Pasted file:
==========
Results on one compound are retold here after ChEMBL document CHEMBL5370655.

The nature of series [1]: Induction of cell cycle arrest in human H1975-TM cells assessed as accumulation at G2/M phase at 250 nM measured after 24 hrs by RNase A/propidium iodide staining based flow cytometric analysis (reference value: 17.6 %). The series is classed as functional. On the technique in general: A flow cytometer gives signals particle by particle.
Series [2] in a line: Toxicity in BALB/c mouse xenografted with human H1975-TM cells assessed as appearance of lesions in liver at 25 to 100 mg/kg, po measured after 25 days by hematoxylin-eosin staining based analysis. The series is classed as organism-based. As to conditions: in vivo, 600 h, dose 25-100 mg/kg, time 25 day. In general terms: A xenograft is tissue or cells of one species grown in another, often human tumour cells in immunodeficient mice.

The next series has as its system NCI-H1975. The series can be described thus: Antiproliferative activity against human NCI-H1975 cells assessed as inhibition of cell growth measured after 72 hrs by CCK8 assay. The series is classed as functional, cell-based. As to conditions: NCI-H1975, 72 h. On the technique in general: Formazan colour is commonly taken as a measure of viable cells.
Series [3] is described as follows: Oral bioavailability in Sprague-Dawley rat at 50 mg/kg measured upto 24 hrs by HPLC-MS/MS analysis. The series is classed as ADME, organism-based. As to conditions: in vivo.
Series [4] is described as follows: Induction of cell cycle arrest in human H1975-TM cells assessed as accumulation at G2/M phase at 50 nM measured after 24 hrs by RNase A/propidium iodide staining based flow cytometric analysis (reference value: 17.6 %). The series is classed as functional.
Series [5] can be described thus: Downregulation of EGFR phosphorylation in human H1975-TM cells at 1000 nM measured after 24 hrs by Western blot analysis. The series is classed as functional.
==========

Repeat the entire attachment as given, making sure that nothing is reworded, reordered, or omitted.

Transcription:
Results on one compound are retold here after ChEMBL document CHEMBL5370655.

The nature of series [1]: Induction of cell cycle arrest in human H1975-TM cells assessed as accumulation at G2/M phase at 250 nM measured after 24 hrs by RNase A/propidium iodide staining based flow cytometric analysis (reference value: 17.6 %). The series is classed as functional. On the technique in general: A flow cytometer gives signals particle by particle.
Series [2] in a line: Toxicity in BALB/c mouse xenografted with human H1975-TM cells assessed as appearance of lesions in liver at 25 to 100 mg/kg, po measured after 25 days by hematoxylin-eosin staining based analysis. The series is classed as organism-based. As to conditions: in vivo, 600 h, dose 25-100 mg/kg, time 25 day. In general terms: A xenograft is tissue or cells of one species grown in another, often human tumour cells in immunodeficient mice.

The next series has as its system NCI-H1975. The series can be described thus: Antiproliferative activity against human NCI-H1975 cells assessed as inhibition of cell growth measured after 72 hrs by CCK8 assay. The series is classed as functional, cell-based. As to conditions: NCI-H1975, 72 h. On the technique in general: Formazan colour is commonly taken as a measure of viable cells.
Series [3] is described as follows: Oral bioavailability in Sprague-Dawley rat at 50 mg/kg measured upto 24 hrs by HPLC-MS/MS analysis. The series is classed as ADME, organism-based. As to conditions: in vivo.
Series [4] is described as follows: Induction of cell cycle arrest in human H1975-TM cells assessed as accumulation at G2/M phase at 50 nM measured after 24 hrs by RNase A/propidium iodide staining based flow cytometric analysis (reference value: 17.6 %). The series is classed as functional.
Series [5] can be described thus: Downregulation of EGFR phosphorylation in human H1975-TM cells at 1000 nM measured after 24 hrs by Western blot analysis. The series is classed as functional.